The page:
Over the years, my family had a number of dogs.
Our first dog had a bit of a temper. It went into a rage any time visitors came by. You could see that the paint was bitten off the window frames in the living room as he faced the frustration of not being able to get at the intruders.
Let me first tell this story the way I thought it went and then make the correction that my mother brought up when I related the story many years later. The dog, named Attacker, liked to bite at my sister's dress. One day, my sister came to report this problem to my father: "Attacker bite Nettie!" My father, deeply absorbed in his newspaper, distractedly replied back "Nettie bite Attacker!" A moment later, we heard a scream from the other room, and my sister Anette came back spitting hair out of her mouth.
When I related this story, my mother told me that although the Danish name of the dog indeed sounded like Attacker, it actually meant Furball. But the story would not have been as interesting told that way.
Next, we got two Golden Retrievers--Nuser and Vaks. Nuser some behavioral problems--I no longer remember the details--and we ended up giving him to one of the ranch hands. One time, we kept one of Vaks' puppies. Because of her large spot, we named her the Danish equivalent of Spottie. Then we got a Swiss Mountain Dog named Carla (minus the brandy flask on the collar). We brought these three dogs with us when we moved to California in 1978.
Vaks and Spottie enjoyed roaming around. They would often be gone for twenty-four hours or more. Our house was up on a hill, below which on the one side was the barn. Although the dogs liked to run on long trips, they did not feel like walking back up the hill to the house afterward, so they would wait for my mother to drive down to pick them up. My mother sensed Vaks' resentment when she did not come quickly enough.
My mother had promised my youngest sister, Pernille, a poodle after we moved to California. Unfortunately, the poodle passed away a few days after we got it. For some reason, Pernille ended up choosing a wire haired Fox Terrier--the dog that Tin Tin had--as the replacement. Change, however, has never been my strong suit, so I continued to refer to the new dog--Snoopy--as "the poodle." Other members of the family corrected me for years, but my I persisted. Finally, one day when I told Snoopy that "You're a bad poodle!" my mother finally relented, saying, "No, she's a good poodle!"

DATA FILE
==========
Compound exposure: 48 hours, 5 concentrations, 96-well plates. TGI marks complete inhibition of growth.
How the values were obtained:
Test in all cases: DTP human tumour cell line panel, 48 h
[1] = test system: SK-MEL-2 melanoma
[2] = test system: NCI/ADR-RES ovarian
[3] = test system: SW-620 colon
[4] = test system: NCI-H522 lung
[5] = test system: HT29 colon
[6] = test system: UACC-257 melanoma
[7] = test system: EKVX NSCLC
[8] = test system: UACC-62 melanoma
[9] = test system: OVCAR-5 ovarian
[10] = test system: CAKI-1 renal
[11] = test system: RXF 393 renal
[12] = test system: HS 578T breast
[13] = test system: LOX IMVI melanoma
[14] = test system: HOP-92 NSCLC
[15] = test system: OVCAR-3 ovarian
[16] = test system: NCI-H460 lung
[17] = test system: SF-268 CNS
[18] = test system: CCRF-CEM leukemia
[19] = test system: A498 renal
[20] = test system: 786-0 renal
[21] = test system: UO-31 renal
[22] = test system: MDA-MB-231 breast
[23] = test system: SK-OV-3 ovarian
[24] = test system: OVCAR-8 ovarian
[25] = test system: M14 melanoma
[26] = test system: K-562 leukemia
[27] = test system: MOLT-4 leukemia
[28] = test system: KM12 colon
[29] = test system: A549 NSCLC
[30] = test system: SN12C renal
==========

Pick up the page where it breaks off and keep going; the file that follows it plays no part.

Vaks and Carla eventually passed away while we lived in Paso Robles. Spottie lasted for a number of additional years. One year, we exhibited the horses at the California State Fair and had a booth. Spottie had just had puppies, and we brought them all along. A little girl walked by our booth and was overtaken with disgust. "Eew! Those a pigs! I bet they smell!" she cried out with indignation.
One night, my mother had a dream that we acquired a new "poodle" or Fox Terrier. I got to name her and chose the name Profit. Several years later, some missionaries came by. Profit ran out when Pernille opened the door. "That's a beautiful name!" exclaimed the missionaries as Pernille called her back. Pernille did not have the heart to tell them about the spelling of the name.
As she grew older, Spottie spent most of the day sleeping. My mother said that she was not looking forward to having to call me when she passed away. She actually got out of that obligation as she was just about to leave on a trip as it happened and delegated the task.
As the other dogs passed away, Profit became the lone surviving dog. When my mother was eating, Profit would approach. She was so confident that my mother would slip her a treat that she started wagging her tail before my mother delivered.
Profit was rather energetic. Unfortunately, she tried to jump out of a car with an open window and, being on a leash, ended up strangling herself.
My mother then acquired a Welsh Corgi. We named him buck. My mother said that she had deliberately chosen the humblest member of the litter, but he was the humblest only by default. He never realized that my mother was the one who fed him and that he had probably better stay on her good side. It turned out that my mother never cut his food rations no matter his non-compliance, so he may have gotten the last laugh.
A corgi is supposed to have a life expectancy of some ten years. About five years ago, my mother started to prepare me that Buck might not be with us much longer, but I saw no sign of decline and expressed my doubts. Eventually, he started to cut down his activity level significantly, but he lasted until age fifteen.